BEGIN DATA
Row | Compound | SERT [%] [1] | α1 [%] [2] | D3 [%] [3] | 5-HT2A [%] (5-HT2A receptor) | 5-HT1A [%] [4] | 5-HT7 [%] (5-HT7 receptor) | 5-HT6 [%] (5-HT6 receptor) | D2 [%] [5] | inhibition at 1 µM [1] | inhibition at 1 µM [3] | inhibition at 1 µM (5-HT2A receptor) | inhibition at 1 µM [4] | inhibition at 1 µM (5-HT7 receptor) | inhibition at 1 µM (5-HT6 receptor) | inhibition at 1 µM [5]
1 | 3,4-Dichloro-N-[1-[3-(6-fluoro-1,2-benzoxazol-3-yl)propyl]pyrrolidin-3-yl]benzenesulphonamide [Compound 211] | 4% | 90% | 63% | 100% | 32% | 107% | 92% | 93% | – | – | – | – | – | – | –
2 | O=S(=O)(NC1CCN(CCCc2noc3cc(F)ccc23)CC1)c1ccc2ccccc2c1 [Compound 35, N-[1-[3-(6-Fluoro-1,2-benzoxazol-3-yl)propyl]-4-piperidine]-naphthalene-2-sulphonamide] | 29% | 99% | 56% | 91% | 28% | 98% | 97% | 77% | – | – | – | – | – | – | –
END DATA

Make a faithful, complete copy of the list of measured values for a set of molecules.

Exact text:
Row | Compound | SERT [%] [1] | α1 [%] [2] | D3 [%] [3] | 5-HT2A [%] (5-HT2A receptor) | 5-HT1A [%] [4] | 5-HT7 [%] (5-HT7 receptor) | 5-HT6 [%] (5-HT6 receptor) | D2 [%] [5] | inhibition at 1 µM [1] | inhibition at 1 µM [3] | inhibition at 1 µM (5-HT2A receptor) | inhibition at 1 µM [4] | inhibition at 1 µM (5-HT7 receptor) | inhibition at 1 µM (5-HT6 receptor) | inhibition at 1 µM [5]
1 | 3,4-Dichloro-N-[1-[3-(6-fluoro-1,2-benzoxazol-3-yl)propyl]pyrrolidin-3-yl]benzenesulphonamide [Compound 211] | 4% | 90% | 63% | 100% | 32% | 107% | 92% | 93% | – | – | – | – | – | – | –
2 | O=S(=O)(NC1CCN(CCCc2noc3cc(F)ccc23)CC1)c1ccc2ccccc2c1 [Compound 35, N-[1-[3-(6-Fluoro-1,2-benzoxazol-3-yl)propyl]-4-piperidine]-naphthalene-2-sulphonamide] | 29% | 99% | 56% | 91% | 28% | 98% | 97% | 77% | – | – | – | – | – | – | –